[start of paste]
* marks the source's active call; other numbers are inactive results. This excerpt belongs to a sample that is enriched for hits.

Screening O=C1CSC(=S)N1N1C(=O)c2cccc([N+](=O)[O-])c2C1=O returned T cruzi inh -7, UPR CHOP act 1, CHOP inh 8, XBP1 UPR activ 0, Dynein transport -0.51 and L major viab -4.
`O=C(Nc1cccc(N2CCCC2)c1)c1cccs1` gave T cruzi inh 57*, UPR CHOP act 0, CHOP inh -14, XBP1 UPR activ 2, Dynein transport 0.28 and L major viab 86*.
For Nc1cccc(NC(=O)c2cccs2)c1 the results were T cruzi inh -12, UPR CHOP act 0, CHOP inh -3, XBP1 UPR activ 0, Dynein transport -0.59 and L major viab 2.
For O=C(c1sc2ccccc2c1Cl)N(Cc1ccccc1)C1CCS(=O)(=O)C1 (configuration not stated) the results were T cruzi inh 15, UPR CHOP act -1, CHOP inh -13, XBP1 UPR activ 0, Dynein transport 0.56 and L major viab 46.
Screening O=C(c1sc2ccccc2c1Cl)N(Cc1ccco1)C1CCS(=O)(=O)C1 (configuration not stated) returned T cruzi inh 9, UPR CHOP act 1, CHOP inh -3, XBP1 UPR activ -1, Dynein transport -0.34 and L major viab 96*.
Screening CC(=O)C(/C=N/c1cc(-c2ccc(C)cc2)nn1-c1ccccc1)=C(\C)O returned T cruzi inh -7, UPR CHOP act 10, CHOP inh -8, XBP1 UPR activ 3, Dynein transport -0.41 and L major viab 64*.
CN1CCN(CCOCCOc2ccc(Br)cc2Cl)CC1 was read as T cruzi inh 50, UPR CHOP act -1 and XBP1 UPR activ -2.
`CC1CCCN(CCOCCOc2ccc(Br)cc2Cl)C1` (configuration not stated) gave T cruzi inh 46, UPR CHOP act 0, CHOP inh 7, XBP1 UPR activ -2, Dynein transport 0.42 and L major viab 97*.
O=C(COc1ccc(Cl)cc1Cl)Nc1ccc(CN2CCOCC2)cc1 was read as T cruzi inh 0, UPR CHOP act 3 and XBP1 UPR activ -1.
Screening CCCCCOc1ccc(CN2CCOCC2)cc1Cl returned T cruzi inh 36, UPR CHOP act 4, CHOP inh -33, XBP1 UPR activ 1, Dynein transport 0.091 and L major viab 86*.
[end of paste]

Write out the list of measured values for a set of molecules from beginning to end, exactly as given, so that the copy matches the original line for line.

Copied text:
* marks the source's active call; other numbers are inactive results. This excerpt belongs to a sample that is enriched for hits.

Screening O=C1CSC(=S)N1N1C(=O)c2cccc([N+](=O)[O-])c2C1=O returned T cruzi inh -7, UPR CHOP act 1, CHOP inh 8, XBP1 UPR activ 0, Dynein transport -0.51 and L major viab -4.
`O=C(Nc1cccc(N2CCCC2)c1)c1cccs1` gave T cruzi inh 57*, UPR CHOP act 0, CHOP inh -14, XBP1 UPR activ 2, Dynein transport 0.28 and L major viab 86*.
For Nc1cccc(NC(=O)c2cccs2)c1 the results were T cruzi inh -12, UPR CHOP act 0, CHOP inh -3, XBP1 UPR activ 0, Dynein transport -0.59 and L major viab 2.
For O=C(c1sc2ccccc2c1Cl)N(Cc1ccccc1)C1CCS(=O)(=O)C1 (configuration not stated) the results were T cruzi inh 15, UPR CHOP act -1, CHOP inh -13, XBP1 UPR activ 0, Dynein transport 0.56 and L major viab 46.
Screening O=C(c1sc2ccccc2c1Cl)N(Cc1ccco1)C1CCS(=O)(=O)C1 (configuration not stated) returned T cruzi inh 9, UPR CHOP act 1, CHOP inh -3, XBP1 UPR activ -1, Dynein transport -0.34 and L major viab 96*.
Screening CC(=O)C(/C=N/c1cc(-c2ccc(C)cc2)nn1-c1ccccc1)=C(\C)O returned T cruzi inh -7, UPR CHOP act 10, CHOP inh -8, XBP1 UPR activ 3, Dynein transport -0.41 and L major viab 64*.
CN1CCN(CCOCCOc2ccc(Br)cc2Cl)CC1 was read as T cruzi inh 50, UPR CHOP act -1 and XBP1 UPR activ -2.
`CC1CCCN(CCOCCOc2ccc(Br)cc2Cl)C1` (configuration not stated) gave T cruzi inh 46, UPR CHOP act 0, CHOP inh 7, XBP1 UPR activ -2, Dynein transport 0.42 and L major viab 97*.
O=C(COc1ccc(Cl)cc1Cl)Nc1ccc(CN2CCOCC2)cc1 was read as T cruzi inh 0, UPR CHOP act 3 and XBP1 UPR activ -1.
Screening CCCCCOc1ccc(CN2CCOCC2)cc1Cl returned T cruzi inh 36, UPR CHOP act 4, CHOP inh -33, XBP1 UPR activ 1, Dynein transport 0.091 and L major viab 86*.